Residency & Tax Returns in France
During May, I always receive lots of questions from people about French income tax returns. The most common ones are – should I complete a French tax return, do I have to declare that tiny bit of bank interest on my savings outside of France, do I have to declare dividends even if these are re-invested? If you are French resident, the answer to all of these questions is “YES”. In addition, depending upon the value of your assets, you may need to complete a wealth tax return.
Whether or not French tax returns should be completed is always a popular subject at social gatherings of expatriates and I have heard many people say that they “choose” not to be French resident. Well French residency is a fact and you only have to satisfy one of the following conditions and you will be resident in France:
- France is your ‘home’. If you have property in France and in another country, but the latter is not available for your personal use (for example, because it is rented to tenants), then France is your home.
- France is your ‘centre of economic interest’. Generally, this means where your income arises. In addition to pension, salaries, etc., this can include bank interest and other investment income.
- France is your place of ‘habitual abode’. Notably, no reference is made in the law to the number of days that you actually spend in France and this is where many people are caught out believing that if they do not spend at least 183 days in France, then they can decide that they are not resident. This is not the case and your place of ‘habitual abode’ is, quite simply, where you spend most time.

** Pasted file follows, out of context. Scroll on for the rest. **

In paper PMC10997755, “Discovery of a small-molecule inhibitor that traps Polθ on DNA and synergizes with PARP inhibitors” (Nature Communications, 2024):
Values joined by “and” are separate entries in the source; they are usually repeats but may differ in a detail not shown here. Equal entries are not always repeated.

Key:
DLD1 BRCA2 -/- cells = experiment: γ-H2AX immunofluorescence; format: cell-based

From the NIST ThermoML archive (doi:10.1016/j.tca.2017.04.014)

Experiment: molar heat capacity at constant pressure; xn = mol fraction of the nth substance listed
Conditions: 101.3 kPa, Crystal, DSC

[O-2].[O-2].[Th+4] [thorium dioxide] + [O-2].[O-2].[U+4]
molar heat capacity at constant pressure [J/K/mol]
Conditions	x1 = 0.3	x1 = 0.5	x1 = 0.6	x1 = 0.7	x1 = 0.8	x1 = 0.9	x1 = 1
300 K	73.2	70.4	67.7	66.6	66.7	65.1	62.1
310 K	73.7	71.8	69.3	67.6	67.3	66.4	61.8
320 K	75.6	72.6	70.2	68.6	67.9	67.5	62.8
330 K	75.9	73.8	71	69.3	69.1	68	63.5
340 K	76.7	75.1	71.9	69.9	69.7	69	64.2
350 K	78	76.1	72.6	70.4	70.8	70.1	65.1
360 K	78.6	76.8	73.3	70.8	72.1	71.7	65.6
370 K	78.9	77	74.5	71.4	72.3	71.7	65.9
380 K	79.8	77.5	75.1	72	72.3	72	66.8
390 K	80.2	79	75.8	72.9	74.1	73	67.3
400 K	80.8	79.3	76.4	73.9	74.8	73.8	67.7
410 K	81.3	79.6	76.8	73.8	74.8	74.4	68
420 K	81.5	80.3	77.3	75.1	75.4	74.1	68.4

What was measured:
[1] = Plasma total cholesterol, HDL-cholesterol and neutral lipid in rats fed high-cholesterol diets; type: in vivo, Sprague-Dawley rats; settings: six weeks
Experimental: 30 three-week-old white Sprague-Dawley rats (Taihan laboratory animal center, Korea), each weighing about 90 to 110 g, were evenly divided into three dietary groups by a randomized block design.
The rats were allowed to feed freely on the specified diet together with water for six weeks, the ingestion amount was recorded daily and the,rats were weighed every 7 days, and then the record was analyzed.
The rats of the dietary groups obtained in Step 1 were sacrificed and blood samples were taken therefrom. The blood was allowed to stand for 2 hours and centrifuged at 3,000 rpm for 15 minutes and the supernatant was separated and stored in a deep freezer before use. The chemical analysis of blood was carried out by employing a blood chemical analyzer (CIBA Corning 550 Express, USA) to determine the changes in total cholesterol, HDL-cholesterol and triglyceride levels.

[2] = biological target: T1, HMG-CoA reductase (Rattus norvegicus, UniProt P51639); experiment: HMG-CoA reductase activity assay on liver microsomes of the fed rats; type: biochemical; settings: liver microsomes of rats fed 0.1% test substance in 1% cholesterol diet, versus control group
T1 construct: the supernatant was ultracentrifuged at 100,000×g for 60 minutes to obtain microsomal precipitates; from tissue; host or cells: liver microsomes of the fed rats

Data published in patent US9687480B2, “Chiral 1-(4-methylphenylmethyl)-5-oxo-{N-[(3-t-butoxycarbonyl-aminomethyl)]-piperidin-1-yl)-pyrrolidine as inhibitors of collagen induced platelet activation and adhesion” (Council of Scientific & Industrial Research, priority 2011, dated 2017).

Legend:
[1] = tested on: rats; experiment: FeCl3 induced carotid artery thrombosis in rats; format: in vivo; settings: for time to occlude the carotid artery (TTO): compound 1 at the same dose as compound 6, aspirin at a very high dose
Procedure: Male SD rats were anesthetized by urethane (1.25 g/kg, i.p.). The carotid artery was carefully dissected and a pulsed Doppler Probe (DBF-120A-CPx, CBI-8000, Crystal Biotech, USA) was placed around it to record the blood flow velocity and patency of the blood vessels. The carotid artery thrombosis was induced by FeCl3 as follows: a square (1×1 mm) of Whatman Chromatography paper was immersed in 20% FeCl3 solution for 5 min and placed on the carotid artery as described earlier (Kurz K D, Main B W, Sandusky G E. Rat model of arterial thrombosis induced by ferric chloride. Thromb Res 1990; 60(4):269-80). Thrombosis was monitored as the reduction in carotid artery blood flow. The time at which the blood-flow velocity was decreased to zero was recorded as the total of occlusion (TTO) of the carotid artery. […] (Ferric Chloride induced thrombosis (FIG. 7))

- Nationality. If your residency has not been established by any of the above conditions, then it will be your nationality that determines your residency, however, this is very rare.
So with residency established, when completing a French income tax return, you must declare all your worldwide income and gains, even if some of this is ultimately taxable in another country. If there is a Double Taxation Treaty (DTT) between France and the country where the income arises and that other country has the right to tax certain income, your French tax bill will be reduced to reflect this. If there is no DTT and you pay tax in the jurisdiction where the income arises, then this will result in you being taxed twice. Although France has many DTTs, this is not so with the popular offshore jurisdictions of, for example, the Channel Islands and the Isle of Man.
For those of you who have completed the French tax returns this year, if you had to complete the pink 2047 form, this means that you had foreign income and/or gains to declare. If this is for any reason other than pension income, earnings or perhaps property rental income from outside of France, then you may benefit from a discussion to check that you are not paying unnecessary taxes on any investment income. For example, it may be better to invest your financial assets in an assurance vie, which is more tax-efficient for French residency, when compared to foreign bank interest and dividends.
Inheritance taxes should also not be overlooked. As a French resident, you are considered domiciled in France for inheritance purposes and your worldwide estate becomes taxable in France (except for anything that might be exempt as a result of a DTT), where the tax rates depend upon your relationship with your beneficiaries. However, by investing in assurance vie, in addition to the personal tax-efficiency for you, this type of investment also has the advantage that you can create valuable additional inheritance allowances for your beneficiaries.
If you would like to have a confidential discussion about your financial situation, please contact me by telephone on 04 68 20 30 17 or by e-mail at email@example.com.
The above outline is provided for information purposes only and does not constitute advice or a recommendation from The Spectrum IFA Group to take any particular action on the subject of investment of financial assets or on the mitigation of taxes.
The Spectrum IFA Group advisers do not charge any fees directly to clients for their time or for advice given, as can be seen from our Client Charter